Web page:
Effect of Iron-Containing Intermetallic Particles on the Corrosion Behaviour of Aluminium

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    Abstract

    The effect of heat treatment on the corrosion behaviour of binary Al-Fe alloys containing iron at levels between 0.04 and 0.42 wt.% was investigated by electrochemical measurements in both acidic and alkaline chloride solutions. Comparing solution heat-treated and quenched materials with samples that had been subsequently annealed to promote precipitation of Al3Fe intermetallic particles, it was found that annealing increases both the cathodic and anodic reactivity. The increased cathodic reactivity is believed to be directly related to the increased available surface area of the iron-containing intermetallic particles acting as preferential sites for oxygen reduction and hydrogen evolution. These particles also act as pit initiation sites. Heat treatment also causes depletion in the solute content of the matrix, increasing its anodic reactivity. When breakdown occurs, crystallographic pits are formed with {100} facets, and are observed to contain numerous intermetallic particles. Fine facetted filaments also radiate out from the periphery of pits. The results demonstrate that the corrosion of "pure" 99.96% Al is thus dominated by the role of iron, which is the main impurity, and its electrochemical behaviour can be controlled by heat treatment.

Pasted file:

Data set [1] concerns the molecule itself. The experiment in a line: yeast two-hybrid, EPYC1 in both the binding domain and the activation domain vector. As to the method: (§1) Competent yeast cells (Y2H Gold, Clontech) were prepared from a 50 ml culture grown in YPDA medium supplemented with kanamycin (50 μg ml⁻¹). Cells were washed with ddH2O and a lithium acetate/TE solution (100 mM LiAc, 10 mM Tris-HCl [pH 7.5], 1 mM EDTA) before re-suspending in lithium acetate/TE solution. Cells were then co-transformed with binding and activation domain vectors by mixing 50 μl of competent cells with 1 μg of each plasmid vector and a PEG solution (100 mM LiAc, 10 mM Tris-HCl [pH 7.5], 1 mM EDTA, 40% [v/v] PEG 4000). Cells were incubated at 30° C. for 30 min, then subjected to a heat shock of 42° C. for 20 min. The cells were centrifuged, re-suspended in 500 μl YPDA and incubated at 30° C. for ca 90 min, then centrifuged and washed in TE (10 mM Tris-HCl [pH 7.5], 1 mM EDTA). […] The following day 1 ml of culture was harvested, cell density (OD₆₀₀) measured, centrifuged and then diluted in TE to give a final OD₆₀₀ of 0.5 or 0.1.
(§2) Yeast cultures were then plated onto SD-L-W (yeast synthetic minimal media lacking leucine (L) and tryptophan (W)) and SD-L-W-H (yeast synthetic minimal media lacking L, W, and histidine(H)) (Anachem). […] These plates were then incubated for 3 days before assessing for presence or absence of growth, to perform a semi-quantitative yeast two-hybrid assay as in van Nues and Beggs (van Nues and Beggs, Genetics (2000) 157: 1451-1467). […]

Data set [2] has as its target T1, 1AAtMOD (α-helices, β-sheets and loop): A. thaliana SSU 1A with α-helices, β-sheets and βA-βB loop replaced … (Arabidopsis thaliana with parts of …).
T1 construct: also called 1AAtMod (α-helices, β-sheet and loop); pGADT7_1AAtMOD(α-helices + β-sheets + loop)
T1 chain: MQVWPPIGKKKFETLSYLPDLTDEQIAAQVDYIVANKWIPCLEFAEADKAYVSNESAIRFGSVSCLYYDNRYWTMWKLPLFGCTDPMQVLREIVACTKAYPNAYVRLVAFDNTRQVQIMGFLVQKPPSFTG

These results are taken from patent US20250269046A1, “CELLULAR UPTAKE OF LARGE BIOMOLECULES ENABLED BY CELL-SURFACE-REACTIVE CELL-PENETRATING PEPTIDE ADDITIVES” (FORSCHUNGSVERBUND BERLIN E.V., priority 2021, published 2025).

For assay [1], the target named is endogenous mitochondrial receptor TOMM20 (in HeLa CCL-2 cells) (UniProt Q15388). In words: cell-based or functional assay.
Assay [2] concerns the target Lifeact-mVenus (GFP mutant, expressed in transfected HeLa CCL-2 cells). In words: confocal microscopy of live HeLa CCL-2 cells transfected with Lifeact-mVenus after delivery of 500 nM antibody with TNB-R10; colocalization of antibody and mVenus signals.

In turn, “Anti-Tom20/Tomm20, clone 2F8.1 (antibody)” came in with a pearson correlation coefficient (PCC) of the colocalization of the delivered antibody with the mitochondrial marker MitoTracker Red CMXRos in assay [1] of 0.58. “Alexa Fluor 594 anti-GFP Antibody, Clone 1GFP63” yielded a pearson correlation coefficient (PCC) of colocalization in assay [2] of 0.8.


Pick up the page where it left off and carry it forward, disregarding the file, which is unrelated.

Original languageEnglish
    JournalCorrosion Science
    Volume48
    Issue number11
    Pages (from-to)3455-3471
    ISSN0010-938X
    DOIs
    Publication statusPublished - 2006

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